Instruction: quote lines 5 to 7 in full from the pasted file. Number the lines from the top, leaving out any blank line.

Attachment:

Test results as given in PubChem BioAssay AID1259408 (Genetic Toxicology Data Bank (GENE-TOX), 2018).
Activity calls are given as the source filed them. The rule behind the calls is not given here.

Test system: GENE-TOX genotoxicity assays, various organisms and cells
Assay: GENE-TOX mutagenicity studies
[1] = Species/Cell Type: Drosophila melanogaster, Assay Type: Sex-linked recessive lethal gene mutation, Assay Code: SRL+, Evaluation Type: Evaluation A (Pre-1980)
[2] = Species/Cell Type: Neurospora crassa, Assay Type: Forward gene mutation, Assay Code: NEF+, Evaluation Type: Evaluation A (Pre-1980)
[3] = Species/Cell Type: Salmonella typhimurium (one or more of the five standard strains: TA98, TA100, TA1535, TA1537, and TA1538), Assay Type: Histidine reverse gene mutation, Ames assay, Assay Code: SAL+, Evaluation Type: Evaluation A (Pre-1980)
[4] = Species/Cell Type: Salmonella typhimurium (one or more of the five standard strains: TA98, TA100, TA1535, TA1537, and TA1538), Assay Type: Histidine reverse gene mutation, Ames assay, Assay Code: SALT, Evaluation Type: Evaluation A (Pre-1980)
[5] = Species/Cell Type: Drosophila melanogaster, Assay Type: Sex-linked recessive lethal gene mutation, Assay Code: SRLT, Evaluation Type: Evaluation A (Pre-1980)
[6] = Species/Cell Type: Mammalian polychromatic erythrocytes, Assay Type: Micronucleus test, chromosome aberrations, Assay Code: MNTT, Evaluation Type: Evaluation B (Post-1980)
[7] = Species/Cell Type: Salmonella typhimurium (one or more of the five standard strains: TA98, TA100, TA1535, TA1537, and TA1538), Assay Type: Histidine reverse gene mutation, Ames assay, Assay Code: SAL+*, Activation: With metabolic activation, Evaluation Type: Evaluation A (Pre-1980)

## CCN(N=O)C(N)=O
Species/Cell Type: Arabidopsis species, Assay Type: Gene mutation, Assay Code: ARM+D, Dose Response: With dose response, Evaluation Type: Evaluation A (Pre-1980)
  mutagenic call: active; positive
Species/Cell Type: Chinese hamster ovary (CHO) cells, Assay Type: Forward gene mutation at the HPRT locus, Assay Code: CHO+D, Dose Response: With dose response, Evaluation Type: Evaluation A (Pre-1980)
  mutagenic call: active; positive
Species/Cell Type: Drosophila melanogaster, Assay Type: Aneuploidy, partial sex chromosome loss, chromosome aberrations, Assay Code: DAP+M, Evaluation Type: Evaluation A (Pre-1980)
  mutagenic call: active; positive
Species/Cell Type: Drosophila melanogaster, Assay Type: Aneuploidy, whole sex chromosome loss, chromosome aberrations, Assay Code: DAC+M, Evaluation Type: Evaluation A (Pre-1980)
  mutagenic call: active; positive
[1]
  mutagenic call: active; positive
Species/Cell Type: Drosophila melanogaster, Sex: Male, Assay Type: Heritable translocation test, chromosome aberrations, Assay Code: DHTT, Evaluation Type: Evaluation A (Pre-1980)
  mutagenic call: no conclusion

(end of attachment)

[1] = Species/Cell Type: Drosophila melanogaster, Assay Type: Sex-linked recessive lethal gene mutation, Assay Code: SRL+, Evaluation Type: Evaluation A (Pre-1980)
[2] = Species/Cell Type: Neurospora crassa, Assay Type: Forward gene mutation, Assay Code: NEF+, Evaluation Type: Evaluation A (Pre-1980)
[3] = Species/Cell Type: Salmonella typhimurium (one or more of the five standard strains: TA98, TA100, TA1535, TA1537, and TA1538), Assay Type: Histidine reverse gene mutation, Ames assay, Assay Code: SAL+, Evaluation Type: Evaluation A (Pre-1980)